A nail that is used in an electricity experiment with wire coiled around it is an example of a temporary magnet. When the electrical current is on, it acts as a magnet, but when it's off, it is no longer magnetic.
Several temporary magnets are available. The definition of a temporary magnet is one that does not hold its magnetism at all times. The electric chime doorbell is an example of this because it only acts as a magnet when the button is pressed and makes the chime bar hit it. This type of magnet is known as an electromagnet because electricity is what makes it work.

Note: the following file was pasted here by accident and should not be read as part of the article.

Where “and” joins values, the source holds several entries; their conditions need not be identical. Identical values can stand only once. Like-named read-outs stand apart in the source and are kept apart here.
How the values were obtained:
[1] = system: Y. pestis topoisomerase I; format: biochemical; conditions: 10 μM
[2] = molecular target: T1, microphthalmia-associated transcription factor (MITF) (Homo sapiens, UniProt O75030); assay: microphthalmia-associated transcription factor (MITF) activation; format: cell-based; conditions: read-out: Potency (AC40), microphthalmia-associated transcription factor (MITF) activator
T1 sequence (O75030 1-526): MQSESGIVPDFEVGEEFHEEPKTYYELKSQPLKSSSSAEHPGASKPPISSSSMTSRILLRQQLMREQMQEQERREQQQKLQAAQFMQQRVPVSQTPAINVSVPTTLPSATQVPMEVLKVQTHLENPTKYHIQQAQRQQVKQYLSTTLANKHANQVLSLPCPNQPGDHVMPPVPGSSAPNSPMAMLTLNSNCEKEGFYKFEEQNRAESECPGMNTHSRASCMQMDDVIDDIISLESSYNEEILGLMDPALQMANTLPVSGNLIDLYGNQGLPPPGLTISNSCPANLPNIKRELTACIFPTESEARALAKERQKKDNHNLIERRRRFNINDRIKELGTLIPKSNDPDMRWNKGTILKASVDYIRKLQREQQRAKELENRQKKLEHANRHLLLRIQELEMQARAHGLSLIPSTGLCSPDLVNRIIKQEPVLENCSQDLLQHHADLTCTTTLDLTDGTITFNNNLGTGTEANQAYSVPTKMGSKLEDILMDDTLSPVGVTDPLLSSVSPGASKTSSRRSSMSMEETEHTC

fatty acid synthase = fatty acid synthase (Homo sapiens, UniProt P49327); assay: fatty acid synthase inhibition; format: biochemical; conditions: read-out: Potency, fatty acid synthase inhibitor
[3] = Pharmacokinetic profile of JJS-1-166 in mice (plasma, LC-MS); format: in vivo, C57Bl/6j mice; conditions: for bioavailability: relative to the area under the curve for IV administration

It is possible to make an electromagnet that will pick up paper clips only using a 1.5-volt battery. Electromagnets can be made in all different sizes and strengths. Experimenters can increase the strength by increasing the current and using a larger coiled wire.